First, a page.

Those wanting to contribute will have to join the wiki. We have chosen to not have this a completely open wiki in order to monitor and protect any of our young contributors. And we would love them to contribute and sign their contributions with their username and identifying whether they are ‪#‎youth‬‪#‎teacher‬‪#‎parent‬‪#‎designer‬ or other. This will be very useful data as time goes on.

We want this to be a global project with the widest ownership possible, so don’t be shy or feel that your contribution will not count because this crowd sourcing stuff is only powerful if every voice is heard.

Are you in? Let me know if you need any further info or advice.

Bron Stuckey & Dean Groom
The Massively Minecraft Project

Don’t be a twork.

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This post is reactionary. No offence, none taken. Its about why I don’t Twork and why you should consider both avoiding it — and be aware of people who do. I think they used to call it Twittetiquette or something. I’m going with “Don’t be a twork”.

One of my all time favourite posts is Alan Lavines “fear of a Googled past“. It’s followed closely by Endorse is the new like. I think Alan’s blog is my go to place. For me, Alan has an enviable balance of creativity, hardcore tech skills, insight and humour. I know that sounds like a suck-up, but seriously, he practically invented the Internet as far as teaching goes — and remains true to the ‘open and non commercial’ agenda that was so attractive to many people ‘back in the day’.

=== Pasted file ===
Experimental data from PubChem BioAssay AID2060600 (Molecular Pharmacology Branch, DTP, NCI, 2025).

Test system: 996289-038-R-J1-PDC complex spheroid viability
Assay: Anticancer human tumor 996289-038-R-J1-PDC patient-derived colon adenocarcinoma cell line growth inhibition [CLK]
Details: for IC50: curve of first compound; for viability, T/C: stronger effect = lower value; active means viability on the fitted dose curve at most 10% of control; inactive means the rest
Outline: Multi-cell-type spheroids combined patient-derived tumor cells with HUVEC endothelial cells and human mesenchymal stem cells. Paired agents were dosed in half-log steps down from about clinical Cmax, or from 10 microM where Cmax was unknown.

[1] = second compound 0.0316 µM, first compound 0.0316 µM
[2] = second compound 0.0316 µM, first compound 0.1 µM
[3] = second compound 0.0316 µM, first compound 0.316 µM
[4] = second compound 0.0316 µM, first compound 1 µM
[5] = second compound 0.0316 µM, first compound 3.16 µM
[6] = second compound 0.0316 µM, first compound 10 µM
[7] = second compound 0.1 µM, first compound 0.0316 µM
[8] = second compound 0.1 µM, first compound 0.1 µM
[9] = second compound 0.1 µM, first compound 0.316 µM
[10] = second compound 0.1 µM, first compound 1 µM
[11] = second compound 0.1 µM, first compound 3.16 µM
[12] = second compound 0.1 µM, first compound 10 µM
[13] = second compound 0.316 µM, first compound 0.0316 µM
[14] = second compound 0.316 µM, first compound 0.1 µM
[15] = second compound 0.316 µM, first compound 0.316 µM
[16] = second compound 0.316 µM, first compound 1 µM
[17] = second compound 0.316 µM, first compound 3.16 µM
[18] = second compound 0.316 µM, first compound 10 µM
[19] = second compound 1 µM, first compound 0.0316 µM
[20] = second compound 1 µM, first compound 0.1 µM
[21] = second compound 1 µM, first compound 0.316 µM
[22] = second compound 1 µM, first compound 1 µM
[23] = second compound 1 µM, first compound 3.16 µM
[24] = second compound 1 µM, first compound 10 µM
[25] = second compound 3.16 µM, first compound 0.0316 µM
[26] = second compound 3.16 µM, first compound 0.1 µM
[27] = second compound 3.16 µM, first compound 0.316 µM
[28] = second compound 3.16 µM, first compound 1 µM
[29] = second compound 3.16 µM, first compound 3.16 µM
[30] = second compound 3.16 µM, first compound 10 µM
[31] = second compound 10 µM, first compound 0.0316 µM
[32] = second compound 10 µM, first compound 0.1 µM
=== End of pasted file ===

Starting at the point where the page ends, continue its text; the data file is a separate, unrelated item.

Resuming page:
I never feared posting things online. I don’t Twork (Tweeting about work or colleagues) and what I’ve posted I stand by — and on balance I think it’s helped people make a jump, try a new thing or consider an alternative view (even if it’s counter to their own or deliberately inciting).

Twitter today isn’t simply about content or sharing — it encompasses power relations which each person is left to mediate. In the literature we’re talking about patient zero (you) when it comes to knowing what this means.

All I can offer is how I see it now — by thinking about how it was then. I believe you can and should connect, collaborate and share — but do it in a way that doesn’t cloud your ‘human’ side as the cyborg takes over and attack someone because you can – no offence.

In the grand tradition of lists posts — here are 7 things I think are important.

  1. Don’t assume that people who seem ‘usually’ positive are not attempting to manipulate you. If they are not lashing out at something, then they may already by cyborgs. [Personally, I'd keep well away from the happy-clappers with their motivational posters].
  2. I don’t advocate following anyone. I support the idea you need to find a diverse number of people to follow. [I don't actually know who follows me, I pay no attention to it, but I'm aware some people fixate on it. I don't have time and unless you can time travel, don't get addicted to 'the feed'].
  3. Following hashtags and topics such as #gbl and #minecraft so that you get a diverse taste of opinion (positive and negative). Don’t just follow #edu or your discipline.
  4. From your hashtag observations, create new lists which are meaningful to you.
  5. Mediate your own consumption using your lists. Here’s the thing  – don’t tune in to the happy-clapper channel everyday. Live dangerously … spend time looking at what the opposites are, what the counter-narrative is saying and find new groups. For example if you’re in education and not following startups — then you’re missing out on what will come next.